Banning Child Labour Means The Kids Get Paid Less
IF we repealed the laws that ban child labour here in the UK then what do we think would happen to the number of children forced into going to work? Correct, pretty much nothing: almost no one wants to send their children to work and alomst no one wants to employ children.
However, we do also think that child labour is a pretty bad thing and we also argue that other places, other poorer places, should ban child labour as well. And things might not work out the same way elsewhere. For it can happen that if you ban child labour then the amount of child labour goes up, not down:
In this paper, we examine the consequences of India’s landmark legislation against child labor, the Child Labor (Prohibition and Regulation) Act of 1986. Using data from employment surveys conducted before and after the ban, and using age restrictions that determined who the ban applied to, we show that child wages decrease and child labor increases after the ban. These results are consistent with a theoretical model building on the seminal work of Basu and Van (1998) and Basu (2005), where families use child labor to reach subsistence constraints and where child wages decrease in response to bans, leading poor families to utilize more child labor.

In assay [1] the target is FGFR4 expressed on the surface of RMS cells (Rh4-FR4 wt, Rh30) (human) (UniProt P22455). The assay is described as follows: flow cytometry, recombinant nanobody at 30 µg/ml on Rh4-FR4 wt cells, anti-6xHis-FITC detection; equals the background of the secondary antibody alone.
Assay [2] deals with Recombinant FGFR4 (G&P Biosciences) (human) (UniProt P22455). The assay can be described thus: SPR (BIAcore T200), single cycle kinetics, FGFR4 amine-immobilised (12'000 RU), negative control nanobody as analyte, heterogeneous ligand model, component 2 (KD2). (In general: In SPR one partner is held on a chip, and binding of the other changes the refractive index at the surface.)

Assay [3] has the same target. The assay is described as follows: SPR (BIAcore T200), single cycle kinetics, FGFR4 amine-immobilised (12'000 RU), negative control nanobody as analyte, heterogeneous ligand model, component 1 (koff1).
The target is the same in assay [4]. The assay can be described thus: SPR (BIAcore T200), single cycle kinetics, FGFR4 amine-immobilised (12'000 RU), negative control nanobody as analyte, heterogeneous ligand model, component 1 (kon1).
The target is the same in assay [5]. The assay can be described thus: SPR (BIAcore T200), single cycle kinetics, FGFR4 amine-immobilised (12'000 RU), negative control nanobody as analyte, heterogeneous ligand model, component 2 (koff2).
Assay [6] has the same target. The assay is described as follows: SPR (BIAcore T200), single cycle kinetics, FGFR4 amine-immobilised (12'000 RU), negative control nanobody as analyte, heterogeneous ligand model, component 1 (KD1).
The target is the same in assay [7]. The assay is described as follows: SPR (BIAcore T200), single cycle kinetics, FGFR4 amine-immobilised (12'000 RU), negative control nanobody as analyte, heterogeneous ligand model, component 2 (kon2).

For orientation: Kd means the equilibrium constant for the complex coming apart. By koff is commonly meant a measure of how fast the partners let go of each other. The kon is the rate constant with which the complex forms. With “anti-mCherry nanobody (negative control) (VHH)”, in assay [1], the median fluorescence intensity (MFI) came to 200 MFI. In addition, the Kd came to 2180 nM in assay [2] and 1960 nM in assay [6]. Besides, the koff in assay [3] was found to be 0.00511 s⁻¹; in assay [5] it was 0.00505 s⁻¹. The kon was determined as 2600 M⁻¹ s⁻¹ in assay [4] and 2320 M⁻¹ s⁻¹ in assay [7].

A ban on child labour makes it more expensive to employ those children: because there’s the risk of getting caught and fined. OK, so if you make it more expensive to employ children then the wages they kiddies are paid will fall. But those families really, really, need the money the kids are bringing in. So, because child wages fall therefore more children are sent out to work for longer hours.
It’s an interesting example of the basic fact that what you want a law or regulation to do isn’t necessarily what that law or regulation will actually achieve.
Oh, and by the way, more rigorous enforcement of the law isn’t going to help. That will just increase the expense of employing children by increasing the risk, pushing down wages more and leading to parents sending even more of their brood out to work for even more hours.